Black Stone Cherry recently finished their UK tour in Sheffield.  One of their videos features footage from the last night of the tour which also featured Nickel Back.  The second Black Stone Cherry video features lead singer, Chris Robertson singing AC/DC’s Highway to Hell, backed by Nickel Back.

Also new to our local band playlist is a song from Daddy’s new album, For A Second Time.  Daddy is Tommy Womack and Will Kimbrough.

Finally, our recreation playlist now includes a Kentucky Afield clip from Harry’s Cafe in Frankfort where Harry provides a simple recipe for cooking rabbit.  Harry also demonstrates the proper way to cut a rabbit.

If you are a local artist, organization or event coordinator and have a YouTube channel, visit our channel at and subscribe or friend us so that we can keep up with your posts and add them to our playlists.

Our playlists are featured in the Amplifier’s Exchange section which also includes local blogs and user photo galleries.

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1st Homecookin & Lee Harvey added to Starrchives player

Posted by amplifier on June 8, 2009

This month visit the Starrchives player for the latest update from Tommy Starr.  From the Vault features a live recording of Lee Harvey performing Sarah at the 2003 Lightening Bug Festival.  Also included is the very first Homecookin episode with Tommy Starr as host, Feb. 24, 2002.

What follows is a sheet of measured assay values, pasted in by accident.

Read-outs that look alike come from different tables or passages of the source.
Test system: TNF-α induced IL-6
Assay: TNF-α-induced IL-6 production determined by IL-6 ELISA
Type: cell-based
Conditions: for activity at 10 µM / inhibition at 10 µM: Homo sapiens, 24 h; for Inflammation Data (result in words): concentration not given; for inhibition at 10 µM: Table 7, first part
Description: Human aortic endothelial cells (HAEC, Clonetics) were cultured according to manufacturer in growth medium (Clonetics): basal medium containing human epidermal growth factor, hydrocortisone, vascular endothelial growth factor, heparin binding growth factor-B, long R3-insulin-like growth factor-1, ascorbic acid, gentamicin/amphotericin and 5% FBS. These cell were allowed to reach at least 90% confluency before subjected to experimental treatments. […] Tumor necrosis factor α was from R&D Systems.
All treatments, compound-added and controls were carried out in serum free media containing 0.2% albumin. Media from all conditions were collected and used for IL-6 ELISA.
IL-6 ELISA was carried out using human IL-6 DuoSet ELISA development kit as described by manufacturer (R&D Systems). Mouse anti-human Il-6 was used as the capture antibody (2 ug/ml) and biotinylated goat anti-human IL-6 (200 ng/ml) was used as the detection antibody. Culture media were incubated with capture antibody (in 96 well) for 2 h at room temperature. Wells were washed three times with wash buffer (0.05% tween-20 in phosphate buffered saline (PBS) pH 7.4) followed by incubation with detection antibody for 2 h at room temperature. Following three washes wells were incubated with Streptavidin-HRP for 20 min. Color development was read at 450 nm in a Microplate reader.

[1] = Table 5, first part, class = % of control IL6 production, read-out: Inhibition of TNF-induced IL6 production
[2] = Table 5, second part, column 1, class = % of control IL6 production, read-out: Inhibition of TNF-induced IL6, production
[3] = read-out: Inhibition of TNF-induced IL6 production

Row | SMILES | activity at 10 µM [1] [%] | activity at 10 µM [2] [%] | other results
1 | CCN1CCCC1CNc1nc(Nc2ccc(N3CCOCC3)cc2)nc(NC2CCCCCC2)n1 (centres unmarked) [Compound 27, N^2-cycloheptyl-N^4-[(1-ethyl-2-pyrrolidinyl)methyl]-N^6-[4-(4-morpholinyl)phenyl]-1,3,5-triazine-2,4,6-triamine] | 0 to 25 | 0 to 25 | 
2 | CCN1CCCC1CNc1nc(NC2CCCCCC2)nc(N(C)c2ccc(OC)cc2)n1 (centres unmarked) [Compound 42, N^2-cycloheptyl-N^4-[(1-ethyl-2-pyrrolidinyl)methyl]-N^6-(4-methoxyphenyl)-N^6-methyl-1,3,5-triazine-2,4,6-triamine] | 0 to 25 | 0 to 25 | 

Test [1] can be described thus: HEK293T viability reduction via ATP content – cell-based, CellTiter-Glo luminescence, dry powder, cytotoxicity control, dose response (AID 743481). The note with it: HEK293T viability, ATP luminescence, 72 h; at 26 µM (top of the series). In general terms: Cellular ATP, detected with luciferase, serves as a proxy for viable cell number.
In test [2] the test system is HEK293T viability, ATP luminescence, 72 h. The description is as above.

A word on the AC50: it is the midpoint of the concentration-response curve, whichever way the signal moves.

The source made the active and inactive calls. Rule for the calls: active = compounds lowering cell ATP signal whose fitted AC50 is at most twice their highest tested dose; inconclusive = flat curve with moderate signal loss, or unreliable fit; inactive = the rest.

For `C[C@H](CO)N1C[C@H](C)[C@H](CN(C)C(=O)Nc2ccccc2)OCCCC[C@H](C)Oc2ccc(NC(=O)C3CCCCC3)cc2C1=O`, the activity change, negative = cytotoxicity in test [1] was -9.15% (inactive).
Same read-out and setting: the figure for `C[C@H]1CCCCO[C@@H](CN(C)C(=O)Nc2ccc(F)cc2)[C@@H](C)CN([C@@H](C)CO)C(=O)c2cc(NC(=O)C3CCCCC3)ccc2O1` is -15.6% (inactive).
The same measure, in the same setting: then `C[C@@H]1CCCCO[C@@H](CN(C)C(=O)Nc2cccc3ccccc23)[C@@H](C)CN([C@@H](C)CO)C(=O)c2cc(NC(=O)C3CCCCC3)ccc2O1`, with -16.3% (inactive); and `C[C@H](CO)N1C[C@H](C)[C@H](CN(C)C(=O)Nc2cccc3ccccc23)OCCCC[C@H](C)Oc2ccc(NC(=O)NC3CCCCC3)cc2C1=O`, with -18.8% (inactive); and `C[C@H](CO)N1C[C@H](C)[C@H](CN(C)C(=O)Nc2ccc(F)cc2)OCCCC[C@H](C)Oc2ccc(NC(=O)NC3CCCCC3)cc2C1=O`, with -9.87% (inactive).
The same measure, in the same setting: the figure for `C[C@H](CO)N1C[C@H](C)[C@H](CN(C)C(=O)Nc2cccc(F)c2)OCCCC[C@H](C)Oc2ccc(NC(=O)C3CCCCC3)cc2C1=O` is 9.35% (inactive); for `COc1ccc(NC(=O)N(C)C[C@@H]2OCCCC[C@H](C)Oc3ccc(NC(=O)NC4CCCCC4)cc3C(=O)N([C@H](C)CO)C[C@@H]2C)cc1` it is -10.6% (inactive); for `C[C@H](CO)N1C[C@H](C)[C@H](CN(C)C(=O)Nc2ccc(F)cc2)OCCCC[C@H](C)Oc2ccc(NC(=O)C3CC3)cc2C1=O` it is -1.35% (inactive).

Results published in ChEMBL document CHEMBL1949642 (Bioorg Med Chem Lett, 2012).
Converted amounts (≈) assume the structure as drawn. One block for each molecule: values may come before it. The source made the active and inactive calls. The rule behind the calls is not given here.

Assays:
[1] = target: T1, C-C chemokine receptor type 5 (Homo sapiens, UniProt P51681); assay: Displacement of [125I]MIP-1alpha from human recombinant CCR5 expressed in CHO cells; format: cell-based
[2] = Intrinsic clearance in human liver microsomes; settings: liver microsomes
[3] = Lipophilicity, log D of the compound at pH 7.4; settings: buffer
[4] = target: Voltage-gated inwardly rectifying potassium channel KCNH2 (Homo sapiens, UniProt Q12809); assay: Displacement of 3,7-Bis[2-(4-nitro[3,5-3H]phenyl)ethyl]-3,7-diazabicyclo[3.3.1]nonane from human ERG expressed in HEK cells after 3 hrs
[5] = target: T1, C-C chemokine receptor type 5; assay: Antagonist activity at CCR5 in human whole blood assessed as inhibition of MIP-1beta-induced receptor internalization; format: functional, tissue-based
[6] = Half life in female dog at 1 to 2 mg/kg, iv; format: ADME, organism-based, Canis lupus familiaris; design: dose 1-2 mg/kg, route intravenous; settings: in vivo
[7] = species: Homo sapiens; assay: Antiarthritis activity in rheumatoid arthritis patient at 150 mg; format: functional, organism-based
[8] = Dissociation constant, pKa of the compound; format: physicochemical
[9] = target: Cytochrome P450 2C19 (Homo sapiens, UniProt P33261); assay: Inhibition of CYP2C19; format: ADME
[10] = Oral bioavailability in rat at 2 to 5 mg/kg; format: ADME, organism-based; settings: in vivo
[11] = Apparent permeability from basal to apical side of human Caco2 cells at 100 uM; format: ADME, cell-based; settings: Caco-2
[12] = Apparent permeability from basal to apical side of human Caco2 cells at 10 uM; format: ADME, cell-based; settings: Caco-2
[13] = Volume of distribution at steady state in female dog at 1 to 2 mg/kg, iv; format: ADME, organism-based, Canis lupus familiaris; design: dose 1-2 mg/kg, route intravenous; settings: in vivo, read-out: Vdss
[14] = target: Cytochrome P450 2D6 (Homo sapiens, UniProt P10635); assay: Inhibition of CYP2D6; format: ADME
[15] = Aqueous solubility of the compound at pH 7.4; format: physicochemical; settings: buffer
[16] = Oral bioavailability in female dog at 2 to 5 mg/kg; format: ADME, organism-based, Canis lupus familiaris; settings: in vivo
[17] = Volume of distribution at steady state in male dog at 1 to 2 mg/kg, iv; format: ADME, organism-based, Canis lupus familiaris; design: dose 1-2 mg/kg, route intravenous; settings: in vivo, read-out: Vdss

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Toxic Shocks & Rufus Huff added to Starrchives player

Posted by amplifier on May 5, 2009

I’ve just upload a 1988 version of the Toxic Shock’s Nighttrain Express and the April 12, 2009 interview with Rufus Huff on Homecookin’ to the Starrchives player.

The player, found here, features past Homecookin’ with Tommy Starr interviews as well as selections from his private collection dubbed “the vault”.

The recently signed Rufus Huff, formed in 2005 is a blues rock band which features Greg Martin on guitar (Kentucky Headhunters, Taildragger, Mighty Jeremiahs), Dean Smith on bass (Supafuzz, Taildragger, The Mighty Jeremiahs), Chris Hardesty on drums (Supafuzz, Fender Benders, the Naked Mole Rats) and Jarrod England, vocals (Fender Benders, the Naked Mole Rats).